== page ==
With Brian’s permission, I was inspired to take this exercise another direction by building on this Values Inventory exercise. To help you focus, we created a strategy which may assist you to identify your favorite current values, values which you want to adopt into your everyday life, and then to also put your money where your mouth is.


Get your free copy here: S.M.A.R.T. Values Planning


Now let’s go through the exercise together!


Your Values Inventory


Why identify your values? Well, if you know what you value, then you’ll know how to spend your limited resources better. If you know your values, you can ask yourself when faced with a decision, “does this reflect my core values?”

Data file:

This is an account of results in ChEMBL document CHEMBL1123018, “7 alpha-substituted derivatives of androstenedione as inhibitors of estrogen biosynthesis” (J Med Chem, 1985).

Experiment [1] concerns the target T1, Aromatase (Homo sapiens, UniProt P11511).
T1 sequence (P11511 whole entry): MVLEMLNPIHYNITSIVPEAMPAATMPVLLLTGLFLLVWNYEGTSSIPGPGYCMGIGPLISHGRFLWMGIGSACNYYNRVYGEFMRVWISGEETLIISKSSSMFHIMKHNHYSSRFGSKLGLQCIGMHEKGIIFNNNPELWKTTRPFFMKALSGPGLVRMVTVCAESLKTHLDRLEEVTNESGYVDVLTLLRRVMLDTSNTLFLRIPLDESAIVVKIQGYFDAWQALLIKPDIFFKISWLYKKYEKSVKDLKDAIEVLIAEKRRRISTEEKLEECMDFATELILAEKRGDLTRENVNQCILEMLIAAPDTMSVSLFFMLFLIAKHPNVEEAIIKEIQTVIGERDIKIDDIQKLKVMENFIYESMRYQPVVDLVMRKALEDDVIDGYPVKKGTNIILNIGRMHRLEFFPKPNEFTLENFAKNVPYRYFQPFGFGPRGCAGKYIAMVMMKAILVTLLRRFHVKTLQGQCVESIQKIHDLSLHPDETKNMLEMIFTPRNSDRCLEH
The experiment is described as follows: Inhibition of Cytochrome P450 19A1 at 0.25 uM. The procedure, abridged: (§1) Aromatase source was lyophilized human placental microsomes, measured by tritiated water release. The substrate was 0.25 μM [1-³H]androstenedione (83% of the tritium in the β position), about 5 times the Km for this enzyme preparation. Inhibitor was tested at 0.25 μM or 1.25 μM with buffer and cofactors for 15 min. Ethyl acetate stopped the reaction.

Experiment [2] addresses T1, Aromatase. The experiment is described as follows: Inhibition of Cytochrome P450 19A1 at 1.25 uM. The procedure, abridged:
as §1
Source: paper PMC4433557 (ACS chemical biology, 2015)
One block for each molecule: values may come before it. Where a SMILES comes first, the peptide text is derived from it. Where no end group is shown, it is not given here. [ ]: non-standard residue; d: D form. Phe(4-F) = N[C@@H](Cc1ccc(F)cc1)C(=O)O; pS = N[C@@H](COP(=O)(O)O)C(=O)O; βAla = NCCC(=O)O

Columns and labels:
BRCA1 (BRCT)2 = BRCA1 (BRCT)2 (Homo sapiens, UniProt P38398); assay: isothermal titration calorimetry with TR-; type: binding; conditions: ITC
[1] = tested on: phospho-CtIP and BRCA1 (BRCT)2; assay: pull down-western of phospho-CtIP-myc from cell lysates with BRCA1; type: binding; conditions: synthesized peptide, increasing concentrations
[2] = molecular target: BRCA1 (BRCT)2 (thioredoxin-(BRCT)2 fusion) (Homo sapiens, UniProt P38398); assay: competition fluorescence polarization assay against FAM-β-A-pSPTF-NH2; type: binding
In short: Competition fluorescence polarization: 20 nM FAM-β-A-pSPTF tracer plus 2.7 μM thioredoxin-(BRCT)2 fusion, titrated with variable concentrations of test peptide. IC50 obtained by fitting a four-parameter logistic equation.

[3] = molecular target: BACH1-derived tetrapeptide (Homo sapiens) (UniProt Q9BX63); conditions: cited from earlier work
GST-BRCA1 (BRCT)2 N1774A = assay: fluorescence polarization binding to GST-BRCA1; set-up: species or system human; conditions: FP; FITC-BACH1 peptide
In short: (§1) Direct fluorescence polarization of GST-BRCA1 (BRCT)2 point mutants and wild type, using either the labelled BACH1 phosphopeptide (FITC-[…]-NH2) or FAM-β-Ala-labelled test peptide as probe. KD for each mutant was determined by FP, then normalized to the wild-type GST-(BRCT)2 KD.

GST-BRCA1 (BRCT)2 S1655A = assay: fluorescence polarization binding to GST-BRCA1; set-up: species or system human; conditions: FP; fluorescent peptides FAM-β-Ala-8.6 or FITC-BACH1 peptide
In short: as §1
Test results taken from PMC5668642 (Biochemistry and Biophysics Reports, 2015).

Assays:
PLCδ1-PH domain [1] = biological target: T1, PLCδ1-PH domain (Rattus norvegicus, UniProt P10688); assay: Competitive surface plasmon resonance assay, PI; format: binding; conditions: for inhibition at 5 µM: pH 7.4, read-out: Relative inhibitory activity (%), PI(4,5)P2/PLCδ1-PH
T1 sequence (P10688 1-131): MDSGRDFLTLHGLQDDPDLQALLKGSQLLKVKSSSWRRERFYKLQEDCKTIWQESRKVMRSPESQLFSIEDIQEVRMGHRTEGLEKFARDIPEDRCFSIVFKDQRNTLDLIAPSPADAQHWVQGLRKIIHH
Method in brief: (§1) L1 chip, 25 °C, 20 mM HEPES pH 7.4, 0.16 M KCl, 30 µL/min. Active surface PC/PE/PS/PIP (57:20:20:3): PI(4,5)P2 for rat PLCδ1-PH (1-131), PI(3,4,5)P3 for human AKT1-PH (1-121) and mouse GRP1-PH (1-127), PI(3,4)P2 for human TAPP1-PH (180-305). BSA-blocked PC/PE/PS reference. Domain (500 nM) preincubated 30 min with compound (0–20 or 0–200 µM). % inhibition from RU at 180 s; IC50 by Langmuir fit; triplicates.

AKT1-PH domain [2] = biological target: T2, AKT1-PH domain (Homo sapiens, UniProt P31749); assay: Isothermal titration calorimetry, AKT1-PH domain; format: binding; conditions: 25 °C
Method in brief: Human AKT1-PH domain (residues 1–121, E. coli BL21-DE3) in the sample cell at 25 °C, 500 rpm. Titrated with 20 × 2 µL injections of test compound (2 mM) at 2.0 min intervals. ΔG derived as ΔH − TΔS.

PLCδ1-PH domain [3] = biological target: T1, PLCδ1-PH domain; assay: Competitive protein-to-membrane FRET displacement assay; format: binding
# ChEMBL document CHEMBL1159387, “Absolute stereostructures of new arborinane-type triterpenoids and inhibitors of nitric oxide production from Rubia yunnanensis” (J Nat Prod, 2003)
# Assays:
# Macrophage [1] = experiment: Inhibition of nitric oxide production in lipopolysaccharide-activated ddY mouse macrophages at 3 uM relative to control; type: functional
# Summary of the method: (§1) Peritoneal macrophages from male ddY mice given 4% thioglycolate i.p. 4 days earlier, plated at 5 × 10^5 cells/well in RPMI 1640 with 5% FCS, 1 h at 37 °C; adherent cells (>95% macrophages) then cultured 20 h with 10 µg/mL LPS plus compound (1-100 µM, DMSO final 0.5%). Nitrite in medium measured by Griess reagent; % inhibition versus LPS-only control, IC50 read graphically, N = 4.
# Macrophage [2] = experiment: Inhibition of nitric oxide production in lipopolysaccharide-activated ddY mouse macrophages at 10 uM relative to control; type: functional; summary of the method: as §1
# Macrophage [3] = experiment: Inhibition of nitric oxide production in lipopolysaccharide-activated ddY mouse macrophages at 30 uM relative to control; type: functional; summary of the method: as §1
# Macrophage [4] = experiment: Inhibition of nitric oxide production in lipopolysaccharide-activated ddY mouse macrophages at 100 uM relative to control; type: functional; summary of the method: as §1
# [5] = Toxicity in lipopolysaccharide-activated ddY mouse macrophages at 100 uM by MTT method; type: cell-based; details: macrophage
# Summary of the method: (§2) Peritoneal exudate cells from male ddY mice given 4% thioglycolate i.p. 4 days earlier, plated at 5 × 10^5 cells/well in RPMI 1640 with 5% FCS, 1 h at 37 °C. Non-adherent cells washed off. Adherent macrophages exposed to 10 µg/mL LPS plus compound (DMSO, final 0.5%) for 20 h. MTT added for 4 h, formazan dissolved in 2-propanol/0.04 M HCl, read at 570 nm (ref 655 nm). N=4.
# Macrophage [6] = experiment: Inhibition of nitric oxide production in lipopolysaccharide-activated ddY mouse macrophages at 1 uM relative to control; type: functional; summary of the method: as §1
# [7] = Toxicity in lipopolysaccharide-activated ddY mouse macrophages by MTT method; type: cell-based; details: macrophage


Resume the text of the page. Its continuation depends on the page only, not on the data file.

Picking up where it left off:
An example of how this worked recently was when my wife and I were planning our wedding. We came up with three core values for our wedding theme. The three values we identified were welcoming, personalized, and quaint.


When faced with decisions like which decorations shall we use, glamorous flower arrangements or simple ones using my grandmother’s vases, we reflected on our three core values. We chose the simple vases to reflect our personalized and quaint themes. Thus saving more money as well as better spending our mental energy on other tasks. It felt nice not to chase shiny objects and remain focused.


There’s a list of over 100 possible values for you to choose from at the end of your S.M.A.R.T. Values Planning worksheet. Here are simple directions to help to select your top ones:


  • Reflect on the best version of yourself today and the person you hope to be in the future
  • Go through the list of values and highlight the ones which immediately pop out at you